Chronicle Staff Reports
Lowcountry natives Janette Dunn and Damion Smalls are providing the area with a resource that spotlights Black culture with the Sankofa Free Library. As part of the educational initiative Little Free Library, Sankofa aspires to increase access to books and support literacy in the African-American community through the “take a book, share a book” approach.
“Sankofa” is an African word that symbolizes the importance of learning from the past to better prepare for the future. It is represented as an image of bird with an egg in its mouth and feet both facing forward, but the head is turned backwards. Broken down, in the Twi language of Ghana, “san” means return, “ko” means go, and “fa” means seek.
The library will consist of an upcycled newspaper machine that will be located at 1111 King Street, just outside the Charleston Chronicle office. Patrons will be able to contribute to the library by adding Black literature to the machine once they select a title.
Celebrating ten years in 2019, there are now over 80,000 Little Free Libraries worldwide (91 countries). According to the nonprofit organization, the free libraries “function as educational and outreach tools for civic engagement, social, and environmental issues” and “serve as unique channels through which publishers and authors can distribute their books.”
Titles to look out for in the Sankofa Free Library are James Baldwin’s “Another Country,” “The Autobiography of Malcolm X: As Told to Alex Haley,” “March” by Andrew Aydin and John Lewis, “Barracoon” by Zora Neale Hurston, “Dave the Potter” by Laban Carrick Hill, “Between the World and Me” by Ta-Nehisi Coates, “Freedom is a Constant Struggle” by Angela Davis, and “A Gullah Guide to Charleston” by Alphonso Brown.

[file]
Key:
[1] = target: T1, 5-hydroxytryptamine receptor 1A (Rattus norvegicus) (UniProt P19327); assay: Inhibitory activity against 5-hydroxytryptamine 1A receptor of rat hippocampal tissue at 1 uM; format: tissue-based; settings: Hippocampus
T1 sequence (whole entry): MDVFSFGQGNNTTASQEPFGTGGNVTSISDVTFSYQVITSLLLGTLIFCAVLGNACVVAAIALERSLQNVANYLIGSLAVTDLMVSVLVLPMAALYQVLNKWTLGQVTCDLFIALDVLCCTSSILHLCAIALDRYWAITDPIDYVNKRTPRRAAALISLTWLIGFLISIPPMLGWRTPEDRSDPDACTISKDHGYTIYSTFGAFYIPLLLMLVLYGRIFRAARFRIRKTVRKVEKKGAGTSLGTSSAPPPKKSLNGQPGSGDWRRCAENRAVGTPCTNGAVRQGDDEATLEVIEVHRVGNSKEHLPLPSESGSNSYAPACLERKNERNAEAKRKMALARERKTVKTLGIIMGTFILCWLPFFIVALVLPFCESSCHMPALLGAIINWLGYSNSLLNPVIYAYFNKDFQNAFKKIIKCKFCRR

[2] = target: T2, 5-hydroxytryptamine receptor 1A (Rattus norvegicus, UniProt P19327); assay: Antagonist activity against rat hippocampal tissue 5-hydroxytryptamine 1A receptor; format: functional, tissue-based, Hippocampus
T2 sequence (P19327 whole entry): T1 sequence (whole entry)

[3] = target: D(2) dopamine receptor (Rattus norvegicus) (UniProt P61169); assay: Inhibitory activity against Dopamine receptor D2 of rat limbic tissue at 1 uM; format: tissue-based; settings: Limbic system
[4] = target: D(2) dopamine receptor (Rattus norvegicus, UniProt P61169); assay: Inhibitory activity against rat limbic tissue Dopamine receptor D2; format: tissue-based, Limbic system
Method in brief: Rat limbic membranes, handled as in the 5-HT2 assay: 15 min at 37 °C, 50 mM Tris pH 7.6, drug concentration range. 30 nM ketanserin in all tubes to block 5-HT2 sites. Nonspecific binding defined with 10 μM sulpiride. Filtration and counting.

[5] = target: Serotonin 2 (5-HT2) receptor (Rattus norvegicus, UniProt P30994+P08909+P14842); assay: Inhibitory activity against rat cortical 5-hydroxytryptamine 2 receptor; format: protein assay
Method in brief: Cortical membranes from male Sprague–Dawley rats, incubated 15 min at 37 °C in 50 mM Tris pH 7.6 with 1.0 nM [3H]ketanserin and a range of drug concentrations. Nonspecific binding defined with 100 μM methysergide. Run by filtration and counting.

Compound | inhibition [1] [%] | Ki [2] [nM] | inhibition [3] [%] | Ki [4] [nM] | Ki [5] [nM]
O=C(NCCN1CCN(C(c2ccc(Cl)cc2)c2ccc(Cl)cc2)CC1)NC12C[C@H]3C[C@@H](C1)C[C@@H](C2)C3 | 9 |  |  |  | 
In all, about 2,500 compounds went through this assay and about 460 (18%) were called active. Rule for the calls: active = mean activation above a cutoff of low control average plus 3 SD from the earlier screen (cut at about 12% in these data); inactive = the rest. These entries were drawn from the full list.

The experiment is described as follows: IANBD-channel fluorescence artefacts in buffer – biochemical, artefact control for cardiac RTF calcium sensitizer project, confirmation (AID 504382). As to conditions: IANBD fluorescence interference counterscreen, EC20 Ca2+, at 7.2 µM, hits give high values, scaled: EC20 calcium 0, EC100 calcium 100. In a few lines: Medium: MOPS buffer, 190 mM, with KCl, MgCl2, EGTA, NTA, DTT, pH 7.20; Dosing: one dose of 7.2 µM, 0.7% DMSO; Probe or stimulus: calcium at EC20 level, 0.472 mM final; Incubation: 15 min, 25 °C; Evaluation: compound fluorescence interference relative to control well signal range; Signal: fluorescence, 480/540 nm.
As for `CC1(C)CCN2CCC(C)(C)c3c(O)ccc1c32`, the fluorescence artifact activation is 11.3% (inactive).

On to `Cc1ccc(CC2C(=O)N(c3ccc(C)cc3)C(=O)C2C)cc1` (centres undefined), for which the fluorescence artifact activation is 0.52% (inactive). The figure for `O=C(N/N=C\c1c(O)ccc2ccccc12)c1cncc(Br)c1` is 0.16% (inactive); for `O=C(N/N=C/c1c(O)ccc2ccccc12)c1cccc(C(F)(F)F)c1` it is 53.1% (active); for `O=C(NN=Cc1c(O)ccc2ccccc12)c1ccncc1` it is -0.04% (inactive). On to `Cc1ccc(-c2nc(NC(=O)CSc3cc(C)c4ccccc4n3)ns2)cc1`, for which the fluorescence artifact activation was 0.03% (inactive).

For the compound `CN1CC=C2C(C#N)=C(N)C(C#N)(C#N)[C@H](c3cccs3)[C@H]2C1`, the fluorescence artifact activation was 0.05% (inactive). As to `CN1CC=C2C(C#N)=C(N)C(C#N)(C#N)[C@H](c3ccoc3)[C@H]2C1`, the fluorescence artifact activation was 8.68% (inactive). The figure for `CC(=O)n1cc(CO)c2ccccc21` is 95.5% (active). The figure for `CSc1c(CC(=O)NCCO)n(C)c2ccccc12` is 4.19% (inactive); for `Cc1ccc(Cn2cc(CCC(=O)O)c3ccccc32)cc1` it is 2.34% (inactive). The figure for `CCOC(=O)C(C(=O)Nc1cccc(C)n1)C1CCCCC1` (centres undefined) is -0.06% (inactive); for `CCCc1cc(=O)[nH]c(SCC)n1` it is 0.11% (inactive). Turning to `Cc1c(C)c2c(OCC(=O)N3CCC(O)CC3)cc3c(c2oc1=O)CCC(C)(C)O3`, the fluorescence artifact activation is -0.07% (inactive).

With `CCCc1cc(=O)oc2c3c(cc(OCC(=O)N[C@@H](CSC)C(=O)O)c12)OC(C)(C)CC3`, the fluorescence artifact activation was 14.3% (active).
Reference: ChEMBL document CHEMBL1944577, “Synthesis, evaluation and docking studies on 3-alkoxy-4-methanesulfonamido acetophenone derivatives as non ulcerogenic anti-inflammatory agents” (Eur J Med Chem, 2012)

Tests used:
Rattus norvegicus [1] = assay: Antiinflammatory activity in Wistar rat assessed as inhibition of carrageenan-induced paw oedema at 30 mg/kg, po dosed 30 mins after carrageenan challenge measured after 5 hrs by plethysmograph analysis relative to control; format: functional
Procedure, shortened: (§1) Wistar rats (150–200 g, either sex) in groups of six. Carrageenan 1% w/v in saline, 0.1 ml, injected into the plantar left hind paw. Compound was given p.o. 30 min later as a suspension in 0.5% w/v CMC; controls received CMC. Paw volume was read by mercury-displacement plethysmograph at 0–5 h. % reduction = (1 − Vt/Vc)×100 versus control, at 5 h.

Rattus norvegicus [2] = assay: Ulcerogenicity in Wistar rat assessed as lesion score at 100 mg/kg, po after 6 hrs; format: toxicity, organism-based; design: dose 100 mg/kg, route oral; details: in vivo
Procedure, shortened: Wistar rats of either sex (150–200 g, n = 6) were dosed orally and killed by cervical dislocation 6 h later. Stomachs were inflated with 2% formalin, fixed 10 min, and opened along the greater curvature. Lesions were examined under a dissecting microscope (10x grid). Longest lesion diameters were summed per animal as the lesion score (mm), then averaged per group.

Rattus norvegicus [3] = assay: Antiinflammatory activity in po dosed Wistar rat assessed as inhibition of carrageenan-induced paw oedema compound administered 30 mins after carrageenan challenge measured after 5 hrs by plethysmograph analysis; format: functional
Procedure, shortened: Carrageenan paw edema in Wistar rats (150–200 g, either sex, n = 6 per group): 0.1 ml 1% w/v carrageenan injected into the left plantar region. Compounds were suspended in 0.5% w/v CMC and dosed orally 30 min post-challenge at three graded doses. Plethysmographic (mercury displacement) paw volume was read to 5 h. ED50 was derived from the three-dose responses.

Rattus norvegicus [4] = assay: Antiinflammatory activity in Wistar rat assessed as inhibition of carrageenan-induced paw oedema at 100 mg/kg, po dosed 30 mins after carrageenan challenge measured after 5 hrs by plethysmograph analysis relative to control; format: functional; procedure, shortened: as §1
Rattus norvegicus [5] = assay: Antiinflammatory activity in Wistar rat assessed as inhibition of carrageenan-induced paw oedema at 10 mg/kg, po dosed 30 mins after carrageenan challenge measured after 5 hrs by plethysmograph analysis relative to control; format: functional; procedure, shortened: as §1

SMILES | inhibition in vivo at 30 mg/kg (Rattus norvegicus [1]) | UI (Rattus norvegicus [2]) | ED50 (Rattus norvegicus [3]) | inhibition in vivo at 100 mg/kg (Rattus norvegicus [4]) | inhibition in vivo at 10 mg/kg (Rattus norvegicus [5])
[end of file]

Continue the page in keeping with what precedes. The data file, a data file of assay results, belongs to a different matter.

Sankofa’s catalog will offer a wide variety of genres in its efforts to supply the community with an immersive literary experience. Contemporary fiction & nonfiction, biographies, Black history, romance, sports, young adult, poetry, classics, science fiction, children’s books and more will be featured and rotated inside the library.
Dunn and Smalls see Sankofa as a creative way to give back to the community. “We are both book lovers, so over the years we have compared our collections and borrowed from each other,” Smalls says. Janette came up with the idea of opening our own free library. We wanted to use what we already had, plus more, to give people of all ages another venue to pick up something to read that reflects Black culture by telling our stories.”
Anyone interested in donating books to the Sankofa Free Library can drop them off at the Charleston Chronicle office from 11 AM to 4 PM Monday-Friday or mail books to the office at 1111 King Street, Charleston, SC, 29403. All genres featuring Black culture will be considered. For more information, contact email@example.com. Follow the library on Instagram (@sankofalibrary).
Sankofa’s logo was designed by South Carolina-based afrofuturistic visual artist Dogon Krigga. The library’s owners would like to thank the following for donating books ahead of its opening: Princeton University Press, Haymarket Books, Black Classic Press, Charleston County Public Library – Main Branch, Penguin Young Readers, Akashic Books, Enough Pie, Beacon Press, Charlebridge Publishing, Jim French and several local citizens.
A ribbon-cutting event for Sankofa will held at its Upper King Street location Saturday, March 16 at noon.